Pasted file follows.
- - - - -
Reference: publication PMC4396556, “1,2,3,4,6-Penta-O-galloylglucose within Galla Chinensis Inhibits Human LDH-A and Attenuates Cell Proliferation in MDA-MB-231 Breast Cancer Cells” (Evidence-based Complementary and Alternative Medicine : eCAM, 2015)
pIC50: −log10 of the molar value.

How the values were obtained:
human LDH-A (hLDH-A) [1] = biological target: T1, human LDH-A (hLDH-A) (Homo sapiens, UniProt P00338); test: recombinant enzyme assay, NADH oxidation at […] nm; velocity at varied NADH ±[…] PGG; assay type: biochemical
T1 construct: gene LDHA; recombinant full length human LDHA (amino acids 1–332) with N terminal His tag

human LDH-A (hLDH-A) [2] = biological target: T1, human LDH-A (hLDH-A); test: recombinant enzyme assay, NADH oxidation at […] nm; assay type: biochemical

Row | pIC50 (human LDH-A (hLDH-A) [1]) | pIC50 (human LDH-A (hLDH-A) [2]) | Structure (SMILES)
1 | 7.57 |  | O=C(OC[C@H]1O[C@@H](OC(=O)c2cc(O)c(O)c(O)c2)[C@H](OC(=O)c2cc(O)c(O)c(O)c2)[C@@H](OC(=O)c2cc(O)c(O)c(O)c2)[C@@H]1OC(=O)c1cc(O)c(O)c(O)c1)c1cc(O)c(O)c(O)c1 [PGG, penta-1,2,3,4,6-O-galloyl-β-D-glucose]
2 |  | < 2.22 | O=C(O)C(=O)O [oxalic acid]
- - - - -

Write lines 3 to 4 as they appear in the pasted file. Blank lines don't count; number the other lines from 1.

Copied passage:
How the values were obtained:
human LDH-A (hLDH-A) [1] = biological target: T1, human LDH-A (hLDH-A) (Homo sapiens, UniProt P00338); test: recombinant enzyme assay, NADH oxidation at […] nm; velocity at varied NADH ±[…] PGG; assay type: biochemical